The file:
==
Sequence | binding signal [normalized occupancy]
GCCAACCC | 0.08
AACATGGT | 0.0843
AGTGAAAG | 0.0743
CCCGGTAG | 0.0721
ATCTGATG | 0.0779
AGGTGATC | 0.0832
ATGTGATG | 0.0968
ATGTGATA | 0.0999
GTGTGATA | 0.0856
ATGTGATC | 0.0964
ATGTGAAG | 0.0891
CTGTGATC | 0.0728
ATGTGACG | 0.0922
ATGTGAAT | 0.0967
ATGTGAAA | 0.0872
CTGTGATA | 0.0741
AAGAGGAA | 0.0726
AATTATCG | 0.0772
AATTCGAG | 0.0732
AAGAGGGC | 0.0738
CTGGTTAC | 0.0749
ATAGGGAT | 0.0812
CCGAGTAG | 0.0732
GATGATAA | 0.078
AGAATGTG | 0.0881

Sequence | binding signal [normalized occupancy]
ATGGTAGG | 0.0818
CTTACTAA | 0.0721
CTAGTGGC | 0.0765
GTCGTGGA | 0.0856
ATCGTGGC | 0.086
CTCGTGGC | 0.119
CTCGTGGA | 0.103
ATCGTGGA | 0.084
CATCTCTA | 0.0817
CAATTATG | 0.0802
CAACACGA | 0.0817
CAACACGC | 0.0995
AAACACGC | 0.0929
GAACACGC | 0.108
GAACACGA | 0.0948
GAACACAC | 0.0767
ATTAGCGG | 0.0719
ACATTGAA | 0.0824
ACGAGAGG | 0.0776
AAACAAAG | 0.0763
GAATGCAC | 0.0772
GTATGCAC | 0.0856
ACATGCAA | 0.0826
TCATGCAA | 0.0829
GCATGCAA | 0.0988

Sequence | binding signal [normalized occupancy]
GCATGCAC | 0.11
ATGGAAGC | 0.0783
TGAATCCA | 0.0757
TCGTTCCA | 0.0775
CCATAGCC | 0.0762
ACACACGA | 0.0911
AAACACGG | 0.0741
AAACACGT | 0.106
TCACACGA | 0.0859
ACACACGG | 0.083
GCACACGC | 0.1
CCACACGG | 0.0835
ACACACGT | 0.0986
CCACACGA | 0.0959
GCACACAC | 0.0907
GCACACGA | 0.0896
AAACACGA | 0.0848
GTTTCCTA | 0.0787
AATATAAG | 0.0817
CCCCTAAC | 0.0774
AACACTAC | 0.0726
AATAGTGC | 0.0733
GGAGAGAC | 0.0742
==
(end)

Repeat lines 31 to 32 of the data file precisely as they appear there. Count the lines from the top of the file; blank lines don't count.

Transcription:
GTCGTGGA | 0.0856
ATCGTGGC | 0.086